We Asked These Queer Black Men How They’re Celebrating Kwanzaa

We Asked These Queer Black Men How They’re Celebrating Kwanzaa

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Today is the fourth day of Kwanzaa, a seven-day holiday celebrating African identity throughout the Americas. Created in 1966 as an alternative to Christmas that celebrates black identity and history, Kwanzaa is Swahili for “First Fruits,” and each of its seven days recognizes a different core principle like umoja (unity), kuumba (creativity) or imani (faith).

We spoke with two queer black men — one living in Dallas and one living in Jersey City — about how they celebrate Kwanzaa, why they celebrate and the holiday’s connection (if any) to their queer identity.

Kwanzaa runs from Dec. 26 to Jan. 1 and has many observance rituals. For example, celebrants will often display African prints in their home and have a kinara (a candle holder) for lighting three red candles, three green candles and one black candle, one on each day. The red candles represent struggle, the green future and the black the black community.

People who celebrate Kwanzaa will often meditate on each day’s core principle, sometimes giving zawadi (gifts, usually self-made or purchased from black-owned businesses), sometimes hosting a karamu (a feast), offering shukrani (gifts) to African ancestors or enjoying black art.

Chaaz Quigley, a queer Hornet contributor who lives in Jersey City, New Jersey, and S. Gotti, a gay entertainer who lives in Dallas, Texas, both learned about Kwanzaa at different times.

“I learned about Kwanzaa in 1993 when I was 8,” Gotti says. “It was magical to me. My uncle used to light candles and speak of the days and their meanings. My parents knew that this experience would bring more culture to my character, even after celebrating Christmas with my family a day before.”

As a teenager, Gotti and his uncle would fast until sundown on each of the seven days (drinking only water and juices), something he says was most difficult on the day immediately following Christmas.

“Fasting is the sacrifice to God for blessing you with this day,” Gotti says. “It’s actually cleansing to your soul. I found myself a teenager praying for the sun to go down.”

As he has grown older, Gotti has met many others who celebrate Kwanzaa, but he celebrates mostly on his own in remembrance of his uncle who passed away in 2010. He observes each day’s core principle by contemplating its significance and participating in gift-giving associated with each day’s principle.

For example, since today is ujamaa (cooperative economics), he has located a local black tailor who has offered him an excellent price on a custom fit suit. For the first day, umoja (unity) he gave shoes and jeans to a co-worker who badly needed them.

“I look for the opportunity to put the meaning of [each core principle] to great use, and a gift is presented then,” he says. “A gift to me can range from an act of humanity to an actual gift pertaining to that day.”

“Each day is a different day and a different journey, which helps you unlock the world around you,” Gotti adds.

Image by zofia via iStock

Quigley didn’t really start celebrating Kwanzaa until later in his life. His religious mother considered Christmas too materialistic and not really about Jesus, so he never had “ooey gooey feelings” about the holiday. And though he wanted something more related to black identity, he had only really heard about Kwanzaa through other community members. Occasionally he’d attend a one-day annual event in Dallas’ Fair Park called Kwanzaafest, an event that continues to this day.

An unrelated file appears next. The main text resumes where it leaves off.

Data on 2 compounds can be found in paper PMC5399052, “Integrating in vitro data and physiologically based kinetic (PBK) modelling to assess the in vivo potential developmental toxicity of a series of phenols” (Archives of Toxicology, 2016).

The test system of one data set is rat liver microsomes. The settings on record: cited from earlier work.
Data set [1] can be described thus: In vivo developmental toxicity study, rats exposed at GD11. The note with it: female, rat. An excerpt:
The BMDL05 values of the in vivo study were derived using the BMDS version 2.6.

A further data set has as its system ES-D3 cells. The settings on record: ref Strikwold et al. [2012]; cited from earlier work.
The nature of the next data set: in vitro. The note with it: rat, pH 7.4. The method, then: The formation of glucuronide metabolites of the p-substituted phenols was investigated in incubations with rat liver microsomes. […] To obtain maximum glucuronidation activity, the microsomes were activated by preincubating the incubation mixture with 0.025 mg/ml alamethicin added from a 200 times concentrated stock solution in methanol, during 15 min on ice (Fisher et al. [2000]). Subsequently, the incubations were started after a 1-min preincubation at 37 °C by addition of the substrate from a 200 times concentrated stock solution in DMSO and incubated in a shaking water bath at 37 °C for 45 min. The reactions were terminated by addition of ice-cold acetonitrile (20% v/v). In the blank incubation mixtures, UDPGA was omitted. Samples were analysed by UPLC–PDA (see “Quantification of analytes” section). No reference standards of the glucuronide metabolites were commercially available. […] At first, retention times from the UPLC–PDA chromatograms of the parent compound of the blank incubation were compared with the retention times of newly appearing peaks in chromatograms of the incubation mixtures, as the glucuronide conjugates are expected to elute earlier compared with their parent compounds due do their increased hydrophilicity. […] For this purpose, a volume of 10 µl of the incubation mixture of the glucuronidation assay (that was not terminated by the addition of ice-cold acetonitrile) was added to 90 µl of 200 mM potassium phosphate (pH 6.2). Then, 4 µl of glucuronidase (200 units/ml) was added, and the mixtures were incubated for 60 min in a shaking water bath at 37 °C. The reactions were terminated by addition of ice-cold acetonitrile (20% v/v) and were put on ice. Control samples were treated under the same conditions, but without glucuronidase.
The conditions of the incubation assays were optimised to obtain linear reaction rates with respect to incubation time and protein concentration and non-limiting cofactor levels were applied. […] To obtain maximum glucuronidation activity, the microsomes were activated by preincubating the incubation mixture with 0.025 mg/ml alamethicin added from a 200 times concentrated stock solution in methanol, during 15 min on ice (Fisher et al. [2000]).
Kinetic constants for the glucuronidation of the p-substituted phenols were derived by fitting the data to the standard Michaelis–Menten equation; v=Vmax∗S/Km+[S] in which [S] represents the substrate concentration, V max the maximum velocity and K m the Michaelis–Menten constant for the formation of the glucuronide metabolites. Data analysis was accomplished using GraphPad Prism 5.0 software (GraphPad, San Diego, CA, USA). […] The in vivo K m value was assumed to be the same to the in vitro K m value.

“There would be music and food, and it would have some community-empowering things like giving out coats or doing something for the kids. Lots of the energy of Black people taking care of ourselves and prospering our communities,” Quigley says.

Rather than celebrating each of the individual days, Quigley will buy gifts from black-owned businesses via Google and Etsy in the weeks before Kwanzaa and will hold a karamu feast at his place on the first day.

“We light the kinara and celebrate Black community and read poems and excerpts from Black creatives and thinkers, talk about what we want for our People in the future and make offering to Ancestors,” he says.

The offerings are usually a basket of food, “healthy things,” Quigley adds, like fruits, veggies, bread, chocolates.

“It is very much a time of giving thanks,” he says. “They are placed on the altar or the space holding the kinara.”

He will also write out a plan of how he can apply each of the core principles more into each day of the new year. For example, for umoja (unity) he might resolve to spend more time with his family.

“I am the only one in my family who actively celebrates Kwanzaa and mostly amongst my friends,” Quigley says. “But people celebrate with me when I have had gatherings. I am probably gonna get people together for Black Panther this year and have it be a late Kwanzaa celebration.”

Quigley says that even though Kwanzaa is a newer holiday, it grows in popularity, recognition and tradition each year. “I think there has always been people celebrating,” he says. “I think the internet brings a certain level of visibility and the ability to connect with the larger community.”

For Gotti, the holiday doesn’t have much connection to his sexual orientation. “I’ve been celebrating this holiday way before I came to be or shall I say ‘came out,’” he says. He recognizes the core principles of kuumba (creativity) or umoja (unity) might have some resonance within the black gay community, but he thinks they apply more to his black identity than his sexuality.

Quigley feels the opposite. “I celebrate because my Blackness and queerness can’t be divided,” he says. “So I see anything that celebrates my Blackness as also celebrating my queerness.”


Featured image via gorjez.com

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